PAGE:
Unify Automation Layers
Data can be better refined and routed directly to the appropriate person (production, operations; maintenance) at the point of use.
 
Go Beyond the Plant Boundaries
Manage data at an enterprise level for enterprise-wide optimization and reliability from production to supply chain.
 
Holistic Systems Approach
Jason Urso, Vice President of Technology at Honeywell, described how many companies treat control system integration as a technology problem. These users buy point solutions hoping to weave them together to create a single integrated solution. Urso commented that this often delivers initial benefits but what they have created is a very complex solution with islands of automation that do not work together, and over time have increasingly higher maintenance costs. Honeywell is promoting a “holistic and integrated” approach named One Honeywell to deliver a single extensible solution. One Honeywell delivers tight integration by designing a system up front to create a seamless solution. Urso noted that the One Honeywell approach is delivered though the Integrated Main Automation Contractor program.
 
OneWireless
In an interview with Jeff Becker, Honeywell Process Solutions' Global Wireless Business Director, Becker affirmed that OneWireless is Honeywell’s wireless platform that includes 802.15.4, 802.11, and their older frequency hopping, spread spectrum product. Honeywell guarantees users will be ISA 100 compatible with the wireless products they buy today from Honeywell. According to Becker, OneWireless supports hardwired HART at the gateway and there are “no plans” to support WirelessHART.
 
Becker indicated that users are accepting wireless and are generally past asking if wireless is reliable and really available. Changing batteries is a common user question and Honeywell has designed OneWireless for long and consistent battery life. Honeywell recommends doing a five year change out of batteries as a preventive maintenance task to keep it simple. Becker mentioned a new service contract offering called, “the no worry battery guarantee,” where Honeywell will maintain the batteries for you. He also noted the average number of wireless nodes per application has grown into 100s per application.  More information.
 
Energy Conservation and Optimization
At the conference, Honeywell announced Energy Management Solutions - a suite of new and existing hardware, software, and services to help improve energy efficiency and reduce greenhouse gas (GHG) emissions.  The solution is targeted to a wide range of energy-intensive process manufacturing facilities. In the area of refining and petrochemical production, this solution additionally leverages expertise from Honeywell’s UOP subsidiary. Honeywell provided an estimated savings for selected applications:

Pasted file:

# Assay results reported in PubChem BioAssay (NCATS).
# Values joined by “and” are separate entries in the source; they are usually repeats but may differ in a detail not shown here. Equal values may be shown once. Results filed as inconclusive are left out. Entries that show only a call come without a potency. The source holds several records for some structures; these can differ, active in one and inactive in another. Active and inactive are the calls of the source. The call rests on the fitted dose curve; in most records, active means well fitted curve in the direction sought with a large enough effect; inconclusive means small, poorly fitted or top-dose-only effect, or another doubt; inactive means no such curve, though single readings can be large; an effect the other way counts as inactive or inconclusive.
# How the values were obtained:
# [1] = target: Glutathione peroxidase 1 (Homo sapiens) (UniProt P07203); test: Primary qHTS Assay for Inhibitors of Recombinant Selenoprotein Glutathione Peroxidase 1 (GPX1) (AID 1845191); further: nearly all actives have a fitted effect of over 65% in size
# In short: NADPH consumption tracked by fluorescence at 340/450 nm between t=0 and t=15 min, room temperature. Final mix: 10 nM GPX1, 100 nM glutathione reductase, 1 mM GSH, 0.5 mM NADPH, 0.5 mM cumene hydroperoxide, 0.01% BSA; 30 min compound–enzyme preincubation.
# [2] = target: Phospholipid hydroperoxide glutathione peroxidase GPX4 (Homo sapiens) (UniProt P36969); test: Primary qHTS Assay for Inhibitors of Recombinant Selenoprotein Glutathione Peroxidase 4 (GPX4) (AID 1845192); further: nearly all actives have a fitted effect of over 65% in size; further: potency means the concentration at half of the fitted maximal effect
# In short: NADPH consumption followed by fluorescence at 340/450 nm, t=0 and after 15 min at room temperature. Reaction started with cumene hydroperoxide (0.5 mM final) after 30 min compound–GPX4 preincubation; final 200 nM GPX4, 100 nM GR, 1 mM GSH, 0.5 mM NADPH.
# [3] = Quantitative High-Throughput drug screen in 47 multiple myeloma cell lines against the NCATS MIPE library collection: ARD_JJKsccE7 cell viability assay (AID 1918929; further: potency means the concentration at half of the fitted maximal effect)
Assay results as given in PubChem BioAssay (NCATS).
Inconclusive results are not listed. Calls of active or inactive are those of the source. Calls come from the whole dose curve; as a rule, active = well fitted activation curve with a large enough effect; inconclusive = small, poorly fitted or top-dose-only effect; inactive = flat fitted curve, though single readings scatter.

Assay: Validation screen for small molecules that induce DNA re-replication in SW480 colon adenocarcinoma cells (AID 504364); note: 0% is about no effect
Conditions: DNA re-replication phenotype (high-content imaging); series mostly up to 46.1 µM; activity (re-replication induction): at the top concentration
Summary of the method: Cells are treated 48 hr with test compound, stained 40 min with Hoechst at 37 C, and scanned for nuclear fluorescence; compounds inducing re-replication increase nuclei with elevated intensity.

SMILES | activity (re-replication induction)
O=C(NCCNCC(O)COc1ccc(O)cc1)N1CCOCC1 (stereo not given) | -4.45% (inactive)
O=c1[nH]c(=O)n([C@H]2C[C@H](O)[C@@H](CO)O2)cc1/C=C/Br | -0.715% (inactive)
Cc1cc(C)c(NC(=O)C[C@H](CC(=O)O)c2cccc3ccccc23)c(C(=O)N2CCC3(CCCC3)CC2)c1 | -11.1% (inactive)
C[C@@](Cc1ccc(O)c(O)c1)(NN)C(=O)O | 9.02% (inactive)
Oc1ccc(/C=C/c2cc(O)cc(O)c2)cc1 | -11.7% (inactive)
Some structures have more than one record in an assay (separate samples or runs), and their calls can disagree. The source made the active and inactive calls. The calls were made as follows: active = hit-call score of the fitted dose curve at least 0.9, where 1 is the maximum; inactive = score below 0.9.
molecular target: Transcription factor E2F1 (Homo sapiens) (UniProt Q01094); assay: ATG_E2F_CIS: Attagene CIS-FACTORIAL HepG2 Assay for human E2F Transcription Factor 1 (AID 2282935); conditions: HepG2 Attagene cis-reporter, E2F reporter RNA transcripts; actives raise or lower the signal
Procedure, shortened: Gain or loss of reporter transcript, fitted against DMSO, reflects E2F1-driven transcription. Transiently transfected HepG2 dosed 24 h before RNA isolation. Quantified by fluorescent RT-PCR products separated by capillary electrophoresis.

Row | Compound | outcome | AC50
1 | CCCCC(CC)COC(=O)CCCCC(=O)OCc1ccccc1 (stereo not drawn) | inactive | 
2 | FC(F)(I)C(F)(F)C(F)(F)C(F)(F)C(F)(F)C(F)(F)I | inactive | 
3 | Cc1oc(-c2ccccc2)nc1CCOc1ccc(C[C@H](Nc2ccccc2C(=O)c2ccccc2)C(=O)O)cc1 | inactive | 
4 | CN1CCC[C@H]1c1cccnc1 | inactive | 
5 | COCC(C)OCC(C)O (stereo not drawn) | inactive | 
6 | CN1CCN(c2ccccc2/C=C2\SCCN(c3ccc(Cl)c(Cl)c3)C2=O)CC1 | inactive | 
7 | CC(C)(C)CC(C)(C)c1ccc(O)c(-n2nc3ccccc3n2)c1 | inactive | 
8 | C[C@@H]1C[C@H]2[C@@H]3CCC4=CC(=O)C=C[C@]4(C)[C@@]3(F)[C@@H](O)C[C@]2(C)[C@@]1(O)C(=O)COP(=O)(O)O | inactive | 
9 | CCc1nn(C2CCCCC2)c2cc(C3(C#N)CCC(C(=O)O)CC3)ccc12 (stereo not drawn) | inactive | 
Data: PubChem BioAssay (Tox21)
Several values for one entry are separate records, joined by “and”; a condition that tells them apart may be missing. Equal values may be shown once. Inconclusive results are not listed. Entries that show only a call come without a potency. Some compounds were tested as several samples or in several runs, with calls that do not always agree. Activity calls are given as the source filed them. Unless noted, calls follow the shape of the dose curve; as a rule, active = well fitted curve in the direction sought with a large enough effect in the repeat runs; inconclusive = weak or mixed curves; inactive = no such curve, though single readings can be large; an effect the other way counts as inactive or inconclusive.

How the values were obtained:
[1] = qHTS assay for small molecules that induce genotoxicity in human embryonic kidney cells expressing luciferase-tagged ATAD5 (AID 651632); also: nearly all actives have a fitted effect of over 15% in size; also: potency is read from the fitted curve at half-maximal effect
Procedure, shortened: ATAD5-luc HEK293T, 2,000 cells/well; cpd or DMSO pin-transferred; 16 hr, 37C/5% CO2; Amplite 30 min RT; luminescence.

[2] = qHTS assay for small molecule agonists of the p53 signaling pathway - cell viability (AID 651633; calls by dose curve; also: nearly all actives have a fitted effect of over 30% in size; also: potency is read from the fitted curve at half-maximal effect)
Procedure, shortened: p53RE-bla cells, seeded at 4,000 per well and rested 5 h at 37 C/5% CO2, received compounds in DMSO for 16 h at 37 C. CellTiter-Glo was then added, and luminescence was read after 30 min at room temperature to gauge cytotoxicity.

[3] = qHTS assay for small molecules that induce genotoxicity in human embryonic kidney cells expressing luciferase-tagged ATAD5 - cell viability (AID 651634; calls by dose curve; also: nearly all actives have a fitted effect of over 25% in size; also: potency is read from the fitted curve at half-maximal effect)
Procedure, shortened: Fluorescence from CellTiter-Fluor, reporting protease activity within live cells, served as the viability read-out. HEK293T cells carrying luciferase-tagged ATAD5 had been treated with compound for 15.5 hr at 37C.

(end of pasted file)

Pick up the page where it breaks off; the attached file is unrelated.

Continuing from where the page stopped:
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Don Morrison, Product Manager for Profit Suite Solutions, discussed Honeywell’s energy conservation and optimization offerings. Morrison indicated that Honeywell offerings are model-based control and economic optimization solutions. Offerings can be configured by the user to optimize for desired parameters. When production demand is high, optimization is generally configured to optimize production output; when business is down, optimizing for highest efficiency.
 
The keystone of the offering is Honeywell’s new Energy Dashboard which provides users information about their energy consumption against dynamic energy targets. Capturing and analyzing Key Energy Indicators (KEI) provide users an understanding about the drivers that affect energy consumption. This is used to determine where in the plant to focus energy optimization efforts. There are a number of different views available in the Energy Dashboard from high level to detailed.
 
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MasterLogic PLC
Honeywell demonstrated the MasterLogic PLC offering that provides high-speed, compact programmable logic controllers (PLCs) programmed with standard IEC-61131-3 programming languages. It also can be used with Honeywell’s Experion Process Knowledge System architecture and is compatible with Honeywell’s process control system software, including the recently released Experion LS.  This offering expands Honeywell’s reach into PLC applications and provides the basis for an offering that independent system integrators can sell. Honeywell recently joined the Control Systems Integrator Association in a move to work with independents. More Information
 
 
System Migration
The demonstration area featured ways to migrate from an existing system to the Honeywell Experion, with various methods that avoid immediate replacement of controllers, I/O, programming, or graphics.   Honeywell has methods for migration from:
  • Bailey
  • Fisher
  • Foxboro
  • Honeywell – QCS
  • Honeywell - TDC 2000 Data Hiway
  • Honeywell - TPS/TDC 3000
  • Moore
  • Rockwell ProcessLogix
  • Rosemount
  • Siemens
  • Yokogawa